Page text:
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Platform Challenge 7: Maintaining Consistency Across Software Teams

Systems are all around us. They exist at incomprehensibly enormous scales, such as the complex global economy that we all operate within, and they exist at small scales, such as the steps you go through to make yourself a morning cup of coffee. The organisations we all work for are nothing more than a complex set of interdependent systems that exist to deliver predictable, valuable outcomes to customers. As we all can attest, none of the places we work are close to perfect systematically, and often they are far, far from it.

Many of us, particularly in the Platform space, could have their job descriptions dryly written as “Your role is to eliminate complexity in our business systems.”. If advertised as such, I’m not sure that role would attract too many applicants. To make it more concrete, the Platform team often exists to introduce consistency and reliability across an organisation so that users can confidently deliver on their own goals with as little impediment as possible.

I have worked in companies whose teams were free to deliver their own applications in an environment that made sense for that team. Free of technical constraints, teams went about choosing esoteric technologies for everything ranging from the underlying OS all the way to the framework used to deliver the front end! As fun as this was when we were in the throws of the development cycles, the resulting costs were massive. Hiring became next to impossible as we searched endlessly for the unicorn polyglot engineers; the support burden was huge because only the engineers who worked on the teams understood how to support and debug their applications; our blame culture was world class and business agility was lost as leadership found it difficult to rotate engineers onto higher priority projects because of steep learning curves on individual team stacks. I could rant endlessly about the costs but you get the gist, things were a bit of a mess!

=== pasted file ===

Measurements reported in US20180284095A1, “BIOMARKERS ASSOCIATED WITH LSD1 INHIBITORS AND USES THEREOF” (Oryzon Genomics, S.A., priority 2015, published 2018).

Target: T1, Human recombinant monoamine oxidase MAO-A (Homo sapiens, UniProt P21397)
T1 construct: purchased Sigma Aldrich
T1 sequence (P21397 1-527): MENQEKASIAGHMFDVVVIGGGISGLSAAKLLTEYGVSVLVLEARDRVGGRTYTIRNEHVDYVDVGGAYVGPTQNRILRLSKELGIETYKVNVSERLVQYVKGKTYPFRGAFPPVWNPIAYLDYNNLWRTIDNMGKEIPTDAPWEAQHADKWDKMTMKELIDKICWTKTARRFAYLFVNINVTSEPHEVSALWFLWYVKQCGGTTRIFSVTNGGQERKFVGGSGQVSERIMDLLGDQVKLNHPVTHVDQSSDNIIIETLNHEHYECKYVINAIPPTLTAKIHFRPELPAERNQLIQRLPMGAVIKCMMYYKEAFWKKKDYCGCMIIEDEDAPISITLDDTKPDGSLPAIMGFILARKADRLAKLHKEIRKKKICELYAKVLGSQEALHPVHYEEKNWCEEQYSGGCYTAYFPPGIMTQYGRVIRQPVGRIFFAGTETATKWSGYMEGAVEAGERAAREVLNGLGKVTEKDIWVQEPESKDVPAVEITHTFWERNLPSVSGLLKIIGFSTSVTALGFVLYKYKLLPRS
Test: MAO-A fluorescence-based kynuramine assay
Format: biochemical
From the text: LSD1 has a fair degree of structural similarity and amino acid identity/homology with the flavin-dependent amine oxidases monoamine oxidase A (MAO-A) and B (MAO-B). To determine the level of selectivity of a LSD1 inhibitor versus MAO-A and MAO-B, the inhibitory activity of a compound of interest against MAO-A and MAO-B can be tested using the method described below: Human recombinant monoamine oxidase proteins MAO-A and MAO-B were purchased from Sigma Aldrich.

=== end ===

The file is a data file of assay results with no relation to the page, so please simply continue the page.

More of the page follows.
The answer was sadly obvious in retrospect (they usually are!). We needed collective consistency. We needed to increase shared understanding of the problems we were facing to help us learn quicker, address issues faster and reduce our costs. We analysed our fragmented systems, identified our biggest issues and set to work introducing consistency. We started with production support costs and introduced solutions to problems such as logging, metric and tracing, and immediately our cost of support went down because our engineers didn’t have to learn many techniques to solve one problem. This is just on the technical side. I could write a whole book on how these changes addressed that world-class blame culture! Again, all very obvious in retrospect, but we were young, excitable, inexperienced and over funded, so we learned the hard way.

Hopefully you can learn from our mistakes. Kratix, Syntasso’s framework for building platforms, encodes solutions to the collective problems we have faced throughout our careers. We’ve designed Kratix with the consistency of your platform, and your team, in mind. Kratix makes it easy to introduce consistency into your platform. Through Promises we simplify the consistent APIs in your platform; we provide integration points to ensure your security, audit, and billing concerns are consistently encoded into all platform requests; and we take a low opinion on the tools you use to integrate Kratix with your existing stack, which allows you to introduce consistency in a way that makes sense for you.

This blog is the seventh in our series, The 12 Platform Challenges of Christmas. Check back daily until January 5th, 2023 for new posts!

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